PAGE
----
(NHTSA) regulations, but it rejected Turney’s arguments that the officers did not have

4 She was charged the offense of driving while impaired under either R.C.
4511.19(A)(1)(a) or R.C. 4511.19(A)(1)(h)—the record is inconsistent. Which section was
charged does not matter, though, because the state dismissed the impaired driving
charge before trial.
reasonable articulable suspicion to detain her for the purpose of administering the tests
and that they did not have probable cause to arrest her for an OVI offense.
{¶ 7} In March 2019, the per se OVI was tried to a jury, and the jury found Turney
guilty. The trial court also found her guilty of the marked-lane violation. She was
sentenced to 180 days in jail with 177 days suspended, with a three-day weekend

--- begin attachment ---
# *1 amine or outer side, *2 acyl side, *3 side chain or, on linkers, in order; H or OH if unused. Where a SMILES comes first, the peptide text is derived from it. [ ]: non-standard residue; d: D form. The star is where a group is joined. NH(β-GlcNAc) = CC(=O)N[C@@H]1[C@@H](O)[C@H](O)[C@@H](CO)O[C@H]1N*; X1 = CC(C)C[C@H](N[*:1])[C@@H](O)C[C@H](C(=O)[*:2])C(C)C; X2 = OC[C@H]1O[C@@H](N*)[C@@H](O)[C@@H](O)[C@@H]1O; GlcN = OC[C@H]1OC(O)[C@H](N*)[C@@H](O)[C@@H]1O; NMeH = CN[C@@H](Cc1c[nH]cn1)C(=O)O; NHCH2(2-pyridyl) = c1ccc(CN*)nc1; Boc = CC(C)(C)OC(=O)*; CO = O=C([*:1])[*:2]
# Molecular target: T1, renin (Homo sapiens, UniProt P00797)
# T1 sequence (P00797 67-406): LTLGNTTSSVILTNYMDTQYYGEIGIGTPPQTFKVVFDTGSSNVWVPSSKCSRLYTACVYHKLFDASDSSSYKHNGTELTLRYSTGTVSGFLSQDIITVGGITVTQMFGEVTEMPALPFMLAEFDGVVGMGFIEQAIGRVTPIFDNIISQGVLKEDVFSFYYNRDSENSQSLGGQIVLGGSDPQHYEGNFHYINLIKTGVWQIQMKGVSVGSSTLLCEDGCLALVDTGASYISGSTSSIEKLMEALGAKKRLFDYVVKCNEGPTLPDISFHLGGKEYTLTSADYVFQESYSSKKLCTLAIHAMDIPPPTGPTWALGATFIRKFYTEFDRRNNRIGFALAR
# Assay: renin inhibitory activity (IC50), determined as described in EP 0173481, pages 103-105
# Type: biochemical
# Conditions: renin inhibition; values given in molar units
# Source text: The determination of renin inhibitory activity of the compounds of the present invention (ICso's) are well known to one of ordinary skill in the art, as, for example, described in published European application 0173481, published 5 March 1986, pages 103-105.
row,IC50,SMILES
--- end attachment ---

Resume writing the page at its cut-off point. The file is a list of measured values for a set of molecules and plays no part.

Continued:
intervention program in lieu of incarceration, and her license was suspended for one year.
{¶ 8} Turney appeals.
{¶ 9} Turney assigns four errors to the trial court.
A. Motion to suppress
{¶ 10} The first assignment of error alleges:
{¶ 11} Turney contends that, in overruling parts of her motion to suppress, the trial
court erroneously concluded that the officers had a reasonable, articulable suspicion that
she was intoxicated to justify detaining her for field sobriety testing. Turney also contends
that they did not have probable cause to arrest her for operating a motor vehicle while
under the influence of alcohol. Turney argues that because her detainment and
subsequent arrest were unlawful, the result of the breath test should have been
{¶ 12} We apply the following standard of review: “In reviewing the ruling on a
motion to suppress, an appellate court must accept the trial court’s supported findings of
fact as true. The court must then determine whether the facts satisfy the applicable legal